Arizona House Bill 2625, written by Republican state Representative Debbie Lesko, would allow any employer, not just religious ones, to deny contraceptive coverage to employees if it conflicts with the employer's personal religious beliefs. In order to get reimbursed for prescriptions, women would have to prove to their employers that the birth control pills were being used for medical reasons other than preventing pregnancy -- and then pay an additional fee. If an employee refused to provide such proof, her job could be at stake.
Lesko says that the invasion of privacy is a patriotic protection of our First Amendment rights.
"I believe we live in America," she said last
- Lylah M. Alphonse, Senior Editor, Yahoo! Shine | Healthy Living – Mon, Mar 19, 2012 9:32 PM EDT
A new bill in Tennessee could target doctors.A new bill under consideration in Tennessee would require any doctors who perform abortions in the state to have their names and offices listed online, and would also publish detailed information about the women who have undergone the procedure for any reason and at any stage of pregnancy, making their private lives a matter of public record.Read More »from Tennessee Bill Would Target Doctors, Shame Women into Avoiding Abortion
Opponents of House Bill 3808, also known as the Life Defense Act, say that publishing doctor's names could put them in danger, and releasing the demographic data could make it too easy for people to identify and harass patients.
"I think publicizing this information will do nothing but cause serious consequences," Democratic state Representative Gary Odom told The Tennessean. "This is dangerous. This is a dangerous piece of legislation."
Even doctors who perform D&Cs after miscarriages or who perform abortions in life-threatening or emergency situations would have to have their names published, making them a target for protesters and vigilantes
- Lylah M. Alphonse, Senior Editor, Yahoo! Shine | At Home – Mon, Mar 19, 2012 6:23 PM EDT
The Persian New Year, Nowruz, is a celebration of spring, renewal, and rebirth.The Vernal Equinox falls on March 20th this year -- its earliest arrival in more than a century -- and with it people the world over will celebrate Nowruz, the Persian New Year that also heralds the beginning of spring in the Northern Hemisphere.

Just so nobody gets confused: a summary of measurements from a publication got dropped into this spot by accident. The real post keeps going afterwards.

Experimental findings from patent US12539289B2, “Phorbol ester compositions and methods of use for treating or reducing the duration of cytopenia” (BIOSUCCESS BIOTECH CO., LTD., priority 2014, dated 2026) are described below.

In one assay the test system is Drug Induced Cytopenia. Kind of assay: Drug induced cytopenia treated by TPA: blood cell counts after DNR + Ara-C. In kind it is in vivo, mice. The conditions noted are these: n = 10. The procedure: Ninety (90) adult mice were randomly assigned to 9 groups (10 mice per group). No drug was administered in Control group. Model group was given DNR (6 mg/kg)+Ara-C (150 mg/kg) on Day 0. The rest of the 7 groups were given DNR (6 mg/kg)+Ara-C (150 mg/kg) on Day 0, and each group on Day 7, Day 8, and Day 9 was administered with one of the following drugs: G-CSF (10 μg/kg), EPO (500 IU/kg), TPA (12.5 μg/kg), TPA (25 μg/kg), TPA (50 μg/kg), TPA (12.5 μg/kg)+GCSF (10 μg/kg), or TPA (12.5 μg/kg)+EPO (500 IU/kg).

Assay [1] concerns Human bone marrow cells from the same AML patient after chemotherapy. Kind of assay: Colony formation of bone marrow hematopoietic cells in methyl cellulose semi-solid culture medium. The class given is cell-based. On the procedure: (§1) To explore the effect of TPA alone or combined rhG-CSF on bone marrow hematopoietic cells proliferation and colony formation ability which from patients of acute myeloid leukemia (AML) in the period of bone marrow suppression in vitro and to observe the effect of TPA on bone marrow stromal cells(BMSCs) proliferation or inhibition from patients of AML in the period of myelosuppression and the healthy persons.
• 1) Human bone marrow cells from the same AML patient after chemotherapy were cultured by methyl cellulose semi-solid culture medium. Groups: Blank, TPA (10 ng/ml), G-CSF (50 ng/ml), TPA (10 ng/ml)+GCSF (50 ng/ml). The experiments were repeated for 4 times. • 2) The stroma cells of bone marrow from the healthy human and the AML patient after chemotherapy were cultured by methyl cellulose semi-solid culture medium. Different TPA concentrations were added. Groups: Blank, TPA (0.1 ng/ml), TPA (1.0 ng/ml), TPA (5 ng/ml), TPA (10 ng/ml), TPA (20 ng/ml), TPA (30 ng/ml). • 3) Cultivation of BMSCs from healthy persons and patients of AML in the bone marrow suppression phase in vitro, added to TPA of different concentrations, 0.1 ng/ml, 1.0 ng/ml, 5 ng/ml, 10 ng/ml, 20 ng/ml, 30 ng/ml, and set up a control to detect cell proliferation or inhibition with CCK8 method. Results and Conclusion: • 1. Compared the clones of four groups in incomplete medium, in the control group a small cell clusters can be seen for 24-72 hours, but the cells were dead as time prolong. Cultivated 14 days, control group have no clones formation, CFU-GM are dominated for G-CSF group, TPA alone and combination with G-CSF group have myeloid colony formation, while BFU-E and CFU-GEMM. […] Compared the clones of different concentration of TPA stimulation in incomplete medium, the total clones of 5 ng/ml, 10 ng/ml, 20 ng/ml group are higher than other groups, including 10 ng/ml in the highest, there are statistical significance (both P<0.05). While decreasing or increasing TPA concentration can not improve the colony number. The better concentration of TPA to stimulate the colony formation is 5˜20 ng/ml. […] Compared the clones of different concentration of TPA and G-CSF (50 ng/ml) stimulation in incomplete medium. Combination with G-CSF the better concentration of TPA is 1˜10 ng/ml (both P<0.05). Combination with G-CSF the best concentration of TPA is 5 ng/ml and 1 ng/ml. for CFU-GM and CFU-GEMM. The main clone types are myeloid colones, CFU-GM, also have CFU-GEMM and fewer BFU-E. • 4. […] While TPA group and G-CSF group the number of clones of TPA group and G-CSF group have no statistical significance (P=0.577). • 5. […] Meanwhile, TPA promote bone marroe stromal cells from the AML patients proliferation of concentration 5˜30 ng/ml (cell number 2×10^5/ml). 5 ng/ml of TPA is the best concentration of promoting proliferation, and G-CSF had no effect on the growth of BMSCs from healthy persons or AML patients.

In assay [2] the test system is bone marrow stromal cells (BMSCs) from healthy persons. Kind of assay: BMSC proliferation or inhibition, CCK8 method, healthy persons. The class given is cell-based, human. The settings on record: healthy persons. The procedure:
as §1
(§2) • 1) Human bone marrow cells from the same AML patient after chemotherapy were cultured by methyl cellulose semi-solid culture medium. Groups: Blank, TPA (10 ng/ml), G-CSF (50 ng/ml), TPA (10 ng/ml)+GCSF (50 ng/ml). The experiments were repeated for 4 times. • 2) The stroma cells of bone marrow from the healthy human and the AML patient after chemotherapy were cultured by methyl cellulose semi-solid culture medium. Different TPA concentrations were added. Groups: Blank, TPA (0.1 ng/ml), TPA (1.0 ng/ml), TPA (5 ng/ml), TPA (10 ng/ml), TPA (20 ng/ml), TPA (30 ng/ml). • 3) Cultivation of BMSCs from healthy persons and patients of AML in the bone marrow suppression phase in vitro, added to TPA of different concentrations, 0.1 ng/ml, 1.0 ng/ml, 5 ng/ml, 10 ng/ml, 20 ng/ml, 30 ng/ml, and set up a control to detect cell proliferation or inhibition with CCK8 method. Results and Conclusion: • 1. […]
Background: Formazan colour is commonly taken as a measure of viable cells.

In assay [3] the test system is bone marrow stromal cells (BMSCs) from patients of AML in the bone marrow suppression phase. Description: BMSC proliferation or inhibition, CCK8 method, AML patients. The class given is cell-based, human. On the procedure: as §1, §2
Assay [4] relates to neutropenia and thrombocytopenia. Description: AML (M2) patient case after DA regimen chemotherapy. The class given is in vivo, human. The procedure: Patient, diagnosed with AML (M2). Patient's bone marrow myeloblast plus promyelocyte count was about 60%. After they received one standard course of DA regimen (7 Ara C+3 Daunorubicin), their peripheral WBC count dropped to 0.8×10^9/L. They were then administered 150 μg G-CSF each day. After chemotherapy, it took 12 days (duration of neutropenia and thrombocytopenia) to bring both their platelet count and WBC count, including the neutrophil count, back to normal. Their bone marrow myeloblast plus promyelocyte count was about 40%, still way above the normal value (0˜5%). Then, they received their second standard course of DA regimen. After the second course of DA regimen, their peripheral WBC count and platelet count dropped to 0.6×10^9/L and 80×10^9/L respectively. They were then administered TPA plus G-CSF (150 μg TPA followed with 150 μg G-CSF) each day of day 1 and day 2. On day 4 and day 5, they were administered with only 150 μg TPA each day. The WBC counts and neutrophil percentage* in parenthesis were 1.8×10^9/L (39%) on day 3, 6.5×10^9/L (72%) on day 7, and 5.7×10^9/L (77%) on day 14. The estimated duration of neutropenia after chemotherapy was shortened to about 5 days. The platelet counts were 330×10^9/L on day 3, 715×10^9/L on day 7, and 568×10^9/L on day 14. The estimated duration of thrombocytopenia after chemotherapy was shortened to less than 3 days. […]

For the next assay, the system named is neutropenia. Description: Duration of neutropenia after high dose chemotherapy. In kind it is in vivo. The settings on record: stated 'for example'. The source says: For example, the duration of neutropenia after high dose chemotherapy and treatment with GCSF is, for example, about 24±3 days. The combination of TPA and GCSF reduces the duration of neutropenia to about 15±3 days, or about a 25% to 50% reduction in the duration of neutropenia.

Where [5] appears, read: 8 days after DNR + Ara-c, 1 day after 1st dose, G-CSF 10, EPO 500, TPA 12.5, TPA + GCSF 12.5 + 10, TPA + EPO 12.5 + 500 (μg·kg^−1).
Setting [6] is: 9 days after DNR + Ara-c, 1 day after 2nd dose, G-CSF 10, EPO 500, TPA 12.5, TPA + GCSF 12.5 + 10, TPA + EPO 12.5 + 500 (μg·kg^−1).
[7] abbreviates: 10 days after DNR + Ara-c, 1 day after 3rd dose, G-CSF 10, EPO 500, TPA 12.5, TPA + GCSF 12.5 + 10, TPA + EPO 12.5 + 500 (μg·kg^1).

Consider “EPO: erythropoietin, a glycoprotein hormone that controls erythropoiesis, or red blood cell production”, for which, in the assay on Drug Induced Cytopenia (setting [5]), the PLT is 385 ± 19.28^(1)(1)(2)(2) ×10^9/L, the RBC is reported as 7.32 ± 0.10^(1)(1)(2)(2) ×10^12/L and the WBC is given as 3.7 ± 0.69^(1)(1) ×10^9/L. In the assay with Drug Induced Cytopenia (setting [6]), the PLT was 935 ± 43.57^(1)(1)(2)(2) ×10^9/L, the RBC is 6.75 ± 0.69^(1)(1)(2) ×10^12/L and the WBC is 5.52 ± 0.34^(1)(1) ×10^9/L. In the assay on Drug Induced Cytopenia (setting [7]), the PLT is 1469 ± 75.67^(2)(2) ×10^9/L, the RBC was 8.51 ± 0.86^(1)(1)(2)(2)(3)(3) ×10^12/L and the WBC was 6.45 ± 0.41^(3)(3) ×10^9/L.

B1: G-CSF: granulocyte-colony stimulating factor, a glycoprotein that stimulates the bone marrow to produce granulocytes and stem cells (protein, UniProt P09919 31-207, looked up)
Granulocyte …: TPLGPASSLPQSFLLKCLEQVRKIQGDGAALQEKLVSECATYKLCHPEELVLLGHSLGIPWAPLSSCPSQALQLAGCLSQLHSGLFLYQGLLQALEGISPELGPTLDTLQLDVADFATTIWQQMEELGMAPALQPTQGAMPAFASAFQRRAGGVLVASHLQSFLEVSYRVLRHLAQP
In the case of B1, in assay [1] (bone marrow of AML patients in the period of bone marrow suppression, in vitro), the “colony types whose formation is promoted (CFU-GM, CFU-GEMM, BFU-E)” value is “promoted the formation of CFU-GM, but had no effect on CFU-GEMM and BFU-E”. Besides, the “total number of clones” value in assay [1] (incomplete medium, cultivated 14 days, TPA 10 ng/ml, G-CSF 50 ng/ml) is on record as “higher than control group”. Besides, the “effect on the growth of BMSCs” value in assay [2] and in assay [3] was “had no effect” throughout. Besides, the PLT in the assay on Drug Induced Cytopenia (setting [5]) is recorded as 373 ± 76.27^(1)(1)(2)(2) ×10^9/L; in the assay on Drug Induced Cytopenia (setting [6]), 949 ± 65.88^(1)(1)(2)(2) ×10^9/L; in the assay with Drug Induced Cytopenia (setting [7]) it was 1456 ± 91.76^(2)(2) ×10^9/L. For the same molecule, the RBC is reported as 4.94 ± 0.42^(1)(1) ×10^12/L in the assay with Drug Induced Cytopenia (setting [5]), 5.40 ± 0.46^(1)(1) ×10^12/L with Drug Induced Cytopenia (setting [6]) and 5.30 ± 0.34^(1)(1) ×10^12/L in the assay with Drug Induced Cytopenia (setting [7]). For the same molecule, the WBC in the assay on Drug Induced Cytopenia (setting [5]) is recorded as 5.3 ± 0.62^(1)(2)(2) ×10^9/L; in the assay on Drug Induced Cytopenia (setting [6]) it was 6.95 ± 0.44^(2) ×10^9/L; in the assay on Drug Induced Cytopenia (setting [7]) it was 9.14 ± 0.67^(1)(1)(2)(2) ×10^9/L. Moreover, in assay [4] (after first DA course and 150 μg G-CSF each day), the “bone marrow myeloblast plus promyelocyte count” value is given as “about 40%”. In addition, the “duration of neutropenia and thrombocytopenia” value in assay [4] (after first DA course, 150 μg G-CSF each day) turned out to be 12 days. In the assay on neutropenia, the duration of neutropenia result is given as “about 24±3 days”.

Pronounced "no-rooz," the holiday has its roots in Zoroastrianism, a pre-Islamic monotheistic religion which focuses on the triumph of good over evil and the connection between human beings and nature. It's been celebrated for thousands of years as a time of renewal and rebirth in many countries, including India, Iran, Iraq, Afghanistan, Turkey, and parts of Canada, China, the Balkans, and the United States.
"I am delighted to send best wishes to all those celebrating the festival of Nowruz," Secretary of State Hillary Rodham Clinton said in an official statement on Monday. "For over 3,000 years, Nowruz has been a time of hope for millions of people around the world. The spirit of compassion, family, and renewal is deeply woven throughout Read More »from Happy Nowruz! the Persian New Year Celebrates Spring, Renewal, and Rebirth
- Lylah M. Alphonse, Senior Editor, Yahoo! Shine | Work + Money – Mon, Mar 19, 2012 2:22 PM EDT
Jane Maas, author of Jane Maas is often called a real-life Peggy Olsen. Like Olsen's character on AMC's "Mad Men," who worked her way through the ranks to become an advertising executive, Maas left the secretarial pool and joined Ogilvy & Mather as a copywriter in 1964, later becoming a creative director at the advertising agency. Her new book, "Mad Women: The Other Side of Life on Madison Avenue in the '60s and Beyond" offers an insider's look at what really went on during the "Mad Men" era.Read More »from "Mad Men" in Real Life: Jane Maas on What Madison Avenue was like for a Woman in the 1960s
PHOTOS: "Mad Men" era advertisements
"My priorities are job first, husband second, children third," she writes in her book. "It's the only way for a woman to survive in the advertising business. And in the marriage business."
"Mad Men" (the fifth season starts on March 25) is pretty accurate, she told CBS News. "Except whatever they're doing on the show, we did more."
"There was more sex, there was more drinking, and women were treated even worse," she said.
She gives plenty of examples in her book.